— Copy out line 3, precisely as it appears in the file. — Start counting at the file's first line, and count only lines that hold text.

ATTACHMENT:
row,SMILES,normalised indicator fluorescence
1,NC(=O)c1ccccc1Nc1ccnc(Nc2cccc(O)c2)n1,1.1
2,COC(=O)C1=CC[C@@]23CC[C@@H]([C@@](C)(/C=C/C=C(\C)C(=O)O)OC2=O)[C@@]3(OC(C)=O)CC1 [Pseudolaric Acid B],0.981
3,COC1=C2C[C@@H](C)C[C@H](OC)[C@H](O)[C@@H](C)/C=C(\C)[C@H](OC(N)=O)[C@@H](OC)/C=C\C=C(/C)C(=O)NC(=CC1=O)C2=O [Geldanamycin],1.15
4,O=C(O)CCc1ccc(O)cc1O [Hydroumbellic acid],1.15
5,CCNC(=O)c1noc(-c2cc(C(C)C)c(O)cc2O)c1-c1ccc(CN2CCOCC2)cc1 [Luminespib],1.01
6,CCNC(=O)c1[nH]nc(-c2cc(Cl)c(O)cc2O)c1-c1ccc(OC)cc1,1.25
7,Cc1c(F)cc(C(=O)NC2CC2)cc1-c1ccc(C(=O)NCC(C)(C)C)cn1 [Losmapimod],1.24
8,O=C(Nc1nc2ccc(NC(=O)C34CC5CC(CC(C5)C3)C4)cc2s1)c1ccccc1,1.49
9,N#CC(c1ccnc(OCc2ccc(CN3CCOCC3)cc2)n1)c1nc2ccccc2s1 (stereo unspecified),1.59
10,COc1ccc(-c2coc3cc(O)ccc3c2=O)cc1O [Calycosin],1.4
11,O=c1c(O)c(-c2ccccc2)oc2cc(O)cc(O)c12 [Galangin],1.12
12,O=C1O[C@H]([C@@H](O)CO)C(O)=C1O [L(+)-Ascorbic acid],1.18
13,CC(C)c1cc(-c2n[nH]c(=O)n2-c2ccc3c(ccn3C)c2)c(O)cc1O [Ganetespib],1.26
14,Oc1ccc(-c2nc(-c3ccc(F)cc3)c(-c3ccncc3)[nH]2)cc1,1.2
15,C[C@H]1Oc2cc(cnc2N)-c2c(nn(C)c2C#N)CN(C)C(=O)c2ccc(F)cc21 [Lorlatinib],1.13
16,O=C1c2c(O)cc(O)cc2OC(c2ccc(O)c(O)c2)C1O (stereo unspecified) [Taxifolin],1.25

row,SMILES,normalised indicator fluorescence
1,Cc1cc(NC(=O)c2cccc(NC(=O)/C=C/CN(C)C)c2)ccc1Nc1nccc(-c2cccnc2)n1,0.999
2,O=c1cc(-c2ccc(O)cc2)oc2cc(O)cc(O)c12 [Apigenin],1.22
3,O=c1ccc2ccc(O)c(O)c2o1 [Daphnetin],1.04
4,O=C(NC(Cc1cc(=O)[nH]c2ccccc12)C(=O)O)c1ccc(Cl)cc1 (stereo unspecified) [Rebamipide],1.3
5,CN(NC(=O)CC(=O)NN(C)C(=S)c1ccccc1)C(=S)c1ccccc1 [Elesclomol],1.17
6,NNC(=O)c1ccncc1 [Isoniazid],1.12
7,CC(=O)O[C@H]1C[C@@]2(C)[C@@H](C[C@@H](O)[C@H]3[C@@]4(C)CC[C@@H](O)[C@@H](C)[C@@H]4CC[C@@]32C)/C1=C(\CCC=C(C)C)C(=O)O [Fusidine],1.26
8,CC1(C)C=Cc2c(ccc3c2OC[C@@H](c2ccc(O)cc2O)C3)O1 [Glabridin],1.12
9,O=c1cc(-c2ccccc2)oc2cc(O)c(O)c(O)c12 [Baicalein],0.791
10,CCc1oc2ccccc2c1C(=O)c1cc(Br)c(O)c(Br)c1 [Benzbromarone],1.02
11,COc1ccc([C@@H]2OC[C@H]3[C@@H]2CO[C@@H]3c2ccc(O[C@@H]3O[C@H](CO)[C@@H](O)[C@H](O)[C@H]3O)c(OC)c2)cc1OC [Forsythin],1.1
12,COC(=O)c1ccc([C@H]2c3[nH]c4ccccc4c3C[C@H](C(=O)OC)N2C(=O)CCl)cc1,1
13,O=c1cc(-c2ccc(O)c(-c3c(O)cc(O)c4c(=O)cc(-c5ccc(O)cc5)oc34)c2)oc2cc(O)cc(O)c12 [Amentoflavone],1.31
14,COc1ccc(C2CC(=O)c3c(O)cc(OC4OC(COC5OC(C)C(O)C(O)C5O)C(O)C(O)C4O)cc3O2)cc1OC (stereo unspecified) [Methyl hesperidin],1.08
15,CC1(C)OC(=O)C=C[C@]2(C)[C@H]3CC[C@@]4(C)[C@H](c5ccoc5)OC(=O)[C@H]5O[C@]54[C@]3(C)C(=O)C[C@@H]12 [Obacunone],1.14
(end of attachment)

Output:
2,COC(=O)C1=CC[C@@]23CC[C@@H]([C@@](C)(/C=C/C=C(\C)C(=O)O)OC2=O)[C@@]3(OC(C)=O)CC1 [Pseudolaric Acid B],0.981